Your customer relationship management (CRM) data make the foundation for your inbound marketing program, your sales team’s actions, and much more. A CRM manager plays a critical role in ensuring that everything you do — from persona development and strategy to marketing emails and website landing pages — is built on accurate information.
Your prospects’ experiences are directly impacted by the quality of your data, so it’s important to implement and follow CRM best practices and keep your database clean and efficient. Data field inaccuracies can translate into sloppy segmentation and awkward personalization. Outdated and duplicated data cause even worse problems, hiding relevant contacts, wasting time and resources, and putting your brand image at risk.
Even if prospects are personally responsible for some of the disorder in your CRM data (say, they filled out a contact form using all caps or no caps), the clunkiness reflects negatively on your teams and your brand — and the responsibility for cleanup is yours.
Let’s take a look at how you can ensure orderly data in your HubSpot CRM, and how that clean information can help you create remarkable prospect and customer experiences throughout your inbound marketing, sales, and customer service interactions.
Obvious errors in CRM data can spark notable failures: emails delivered to the wrong contacts, mismatched data fields imported into messages, weird capitalization, and maybe worst of all, duplicates.
Messy data can lead to lost opportunities. When segmenting for job titles, industries, regions, or other groups, contacts can be overlooked or missed if data fields are left blank or include nonstandard information. The effort to update these fields, on the other hand, can pay off in as little as a single conversion.
Duplicate information may be the worst offender. It muddles your customer view. It makes your prospect list look bigger than it is and inaccurately portrays your lead generation efforts. That lack of data integrity can create internal trust issues with the teams that have to use the data.
A negative experience can turn a prospect away from your ongoing sales efforts and can even do damage to your email deliverability score and the health of your program. On the inside, team members may dread executing tasks if they’re fearful of problems with your database integrity. Regular maintenance and cleanup keep data searchable, relevant, and useful, building trust both internally and with external target audiences.
Bad data can be costly, and the rate at which CRM databases grow means cleaning and maintenance absolutely need to be regular and frequent. But ultimately, your effort will pay off when your internal teams are sharper, and prospects and customers feel seen, understood, and valued.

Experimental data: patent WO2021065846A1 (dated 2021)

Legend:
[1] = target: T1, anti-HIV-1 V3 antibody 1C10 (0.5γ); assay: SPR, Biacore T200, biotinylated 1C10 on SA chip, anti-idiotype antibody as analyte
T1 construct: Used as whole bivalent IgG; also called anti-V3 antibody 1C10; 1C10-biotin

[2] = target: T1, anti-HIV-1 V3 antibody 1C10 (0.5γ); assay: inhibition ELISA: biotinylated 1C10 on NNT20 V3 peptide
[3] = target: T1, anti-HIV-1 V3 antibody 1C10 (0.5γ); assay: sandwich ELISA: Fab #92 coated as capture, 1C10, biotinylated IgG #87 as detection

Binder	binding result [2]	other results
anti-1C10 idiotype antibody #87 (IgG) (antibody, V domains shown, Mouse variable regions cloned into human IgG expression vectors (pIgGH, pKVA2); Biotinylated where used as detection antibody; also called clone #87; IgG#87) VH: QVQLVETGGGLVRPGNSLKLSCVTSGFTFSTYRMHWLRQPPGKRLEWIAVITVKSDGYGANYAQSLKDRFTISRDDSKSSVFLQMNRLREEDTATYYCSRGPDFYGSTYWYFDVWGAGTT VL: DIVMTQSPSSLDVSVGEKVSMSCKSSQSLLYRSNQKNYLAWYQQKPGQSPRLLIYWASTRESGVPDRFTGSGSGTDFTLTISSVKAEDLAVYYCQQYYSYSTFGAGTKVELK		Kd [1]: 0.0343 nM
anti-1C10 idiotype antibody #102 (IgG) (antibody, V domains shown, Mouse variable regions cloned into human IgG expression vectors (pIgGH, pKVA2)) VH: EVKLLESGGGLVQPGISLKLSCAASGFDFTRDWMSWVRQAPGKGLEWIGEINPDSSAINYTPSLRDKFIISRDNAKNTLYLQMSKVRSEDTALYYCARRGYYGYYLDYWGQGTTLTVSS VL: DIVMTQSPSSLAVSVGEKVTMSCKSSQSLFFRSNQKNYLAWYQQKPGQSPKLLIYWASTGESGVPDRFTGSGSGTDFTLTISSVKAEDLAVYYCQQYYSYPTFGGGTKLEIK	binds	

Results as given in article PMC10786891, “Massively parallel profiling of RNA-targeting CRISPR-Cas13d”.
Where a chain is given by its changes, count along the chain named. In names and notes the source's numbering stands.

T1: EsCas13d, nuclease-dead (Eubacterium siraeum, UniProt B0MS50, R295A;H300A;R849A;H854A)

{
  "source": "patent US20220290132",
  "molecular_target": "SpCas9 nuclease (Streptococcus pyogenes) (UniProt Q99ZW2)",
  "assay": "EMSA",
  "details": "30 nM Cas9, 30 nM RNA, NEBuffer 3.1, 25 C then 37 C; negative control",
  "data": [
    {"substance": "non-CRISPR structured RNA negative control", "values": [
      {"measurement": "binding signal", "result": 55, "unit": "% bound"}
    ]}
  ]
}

Because it’s a big undertaking, HubSpot recommends a phased approach to CRM cleanup, and if you’ve been avoiding upkeep for a while, this is an effective, systematic way to dive in and get started.
A critical step in CRM maintenance is deduplication.
First, consider all the potential damage one piece of bad data can do. Now, multiply it. Every duplicate piece of information has the potential to cause trouble, but duplicated inaccuracies can create problems in multiples. Automation tools that integrate with HubSpot, like Insycle can help with this cleanup, saving time and headaches.
Your CRM manager should designate who will execute cleanup and organize the tasks into a checklist.
After you’ve addressed duplicate contacts, as described above, it’s time to look at data field standardization, formatting consistency, typos, misspellings, and case issues, including:
Be sure to eliminate extra spaces and the odd characters that sometimes result due to coding issues.
Next up are your CRM job titles and industries. It’s tempting on its face, in the name of accuracy, to allow contacts or team members to manually input titles and industries. But for the sake of segmentation and automation, as well as data integrity, it’s better to develop drop-down or multiple-choice fields for these key data points.
Create job title and industry segment options that make sense within your industry landscape and niche, so that the choice is intuitive for users, and it’s easy for your teams to filter and use the information to qualify leads.
It’s also important to differentiate between marketing contacts and other contacts. Just because someone is in your database doesn’t mean they’re a prospect. Bounces and unsubscribes need to go. Remember, inbound marketing is all about being helpful to the right people at the right time. Partner organizations don’t need your marketing communications or sales attention.
You can probably think of a few more contacts who should be kept separate from your marketing and sales work. HubSpot’s Marketing Contacts makes it simple to separate without losing track of important non-marketing contacts.
It takes time and knowledge to review the data you have, create relevant title classifications and industry groups, and revise your database content to conform to the new categories. If you think you’re in over your head, don’t wait to call for help. The sooner you begin, the better.
Your CRM data can be a source of either friction or force in your B2B inbound marketing flywheel. Clean, sharp data help build trust both internally and with prospects and customers. Solid, up-to-date information makes you look smart in your communications, builds confidence in your teams, and keeps your marketing program fresh, relevant, and accurately targeted.
Ready to learn more about the flywheel approach to inbound marketing and sales? Check out our overview and workbook to learn how you can get marketing, sales, and customer service all working in alignment to power your business growth. Click below to learn more.